The Pyongyang Chief of Police had struggled to comprehend it at the time and he was no closer to understanding it now. He had been operating with the assumption that every man under his command was a good, honest and above all, loyal man; then it was revealed that around half of his charge were instead loyal to the General of the North Korean Army, and worse still, those treacherous subjects were involved in, what the media was calling, the North Korean Horror Story. He couldn’t understand it. He knew the General of the Army, he knew him well, they’d had drinks; never had the Chief of Police thought he could ever be capable of such ghastly atrocities against children.

What made matters more difficult is that when Chief Dewar had executed the warrant, recruiting man-power from around the country and deploying them in one giant sting operation, yielding results that shocked and repulsed him to the point of physical illness, the General was among those arrested. The Chief was justifiably outraged to find how many of his own men turned out to have been corrupted by the General’s charge; but to see his own comrade in shackles, so heavily restrained on the charge of being complicit in mass child abduction, was crippling. Chief of Police, Chi Dewar stood now behind a lectern in Pyongyang’s city square before over 200,000 confused little faces with no idea what was happening, or what had happened to them. The horde comprised more people squashed into one space than Dewar had ever seen; certainly more than the city square had ever accommodated. Children were bulging into doorways, forced into alcoves and flooding down side streets, shepherded by a speckling of uniformed officers making up the oversized throng’s perimeter. The Chief was more nervous at this point than he could recall. How was he expected to address a group when he hadn’t the slightest clue who he was talking to? He knew most would have had little or no education and that some would likely even lack the ability to articulate, thus probably wouldn’t understand a single word he said. Unlike the sting that had given these children another chance, the Chief was unsure how he was going to execute this giant operation.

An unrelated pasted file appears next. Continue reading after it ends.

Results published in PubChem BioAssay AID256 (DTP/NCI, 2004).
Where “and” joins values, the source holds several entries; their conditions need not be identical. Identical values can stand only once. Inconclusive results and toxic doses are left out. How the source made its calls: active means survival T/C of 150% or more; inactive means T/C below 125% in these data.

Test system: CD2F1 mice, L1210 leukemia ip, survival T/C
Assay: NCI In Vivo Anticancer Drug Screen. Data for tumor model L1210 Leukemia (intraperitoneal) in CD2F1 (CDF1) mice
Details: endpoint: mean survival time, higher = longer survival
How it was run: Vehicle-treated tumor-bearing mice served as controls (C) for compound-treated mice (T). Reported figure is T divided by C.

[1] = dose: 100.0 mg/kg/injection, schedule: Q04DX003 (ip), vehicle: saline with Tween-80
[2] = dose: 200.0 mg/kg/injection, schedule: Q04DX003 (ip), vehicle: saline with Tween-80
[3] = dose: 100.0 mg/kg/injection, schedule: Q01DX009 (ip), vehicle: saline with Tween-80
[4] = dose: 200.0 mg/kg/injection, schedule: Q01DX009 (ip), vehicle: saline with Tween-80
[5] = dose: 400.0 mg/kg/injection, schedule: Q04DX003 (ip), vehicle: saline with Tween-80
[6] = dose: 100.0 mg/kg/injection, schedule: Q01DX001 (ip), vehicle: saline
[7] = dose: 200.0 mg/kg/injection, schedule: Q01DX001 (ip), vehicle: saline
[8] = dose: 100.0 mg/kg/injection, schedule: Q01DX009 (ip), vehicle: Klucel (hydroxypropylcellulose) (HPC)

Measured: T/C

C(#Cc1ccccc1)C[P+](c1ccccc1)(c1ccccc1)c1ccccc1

“Children of Pyongyang,” he bellowed into a microphone, which emitted a loud squawk in response. He lowered his volume, took a step backward and tried again. “Children of Pyongyang, nobody, least of all I, can extend our regret far enough, to cover the great injustice, that has been done, to all of you … All I can offer, in token consolation, are my sincerest apologies, and the assurance, that you, Pyongyang’s young, will be given every opportunity, all the support, that you need, to once again, become great … I thank you all, for your enduring, fighting spirit, and my very best wishes, for the future.”

With that the Chief stepped down from his platform. No applause followed; he hadn’t expected any would. He looked on as his officers now directed tearful parents to their rightful young. It had been the Chief who had orchestrated proceedings immediately after the release: each rescued child had first undergone rigorous medical checks to ensure they were of satisfactory health and while most were malnourished to the point of collapse, a lack of contact with the outside world had ensured that every child was free from serious disease or in fact any modern malady at all. They were then bathed and assessed for any distinguishing marks or features so, along with dental records, there stood a good chance of locating their origin. In most cases this technique proved successful, for the remaining few, not so much; it was those remaining few who stood alone once the rest had been matched and had disbanded. Each child whose history had been discovered had had a number allocated to them; when the caregiver was located they were given a matching number. The mass of children who had stood before the Chief of Police in Pyongyang city square, although forming an ostensibly haphazard arrangement, were in fact, albeit roughly, placed in numerical order: number 1 stood at the front; number 212,101 lingered somewhere at the rear of the mob.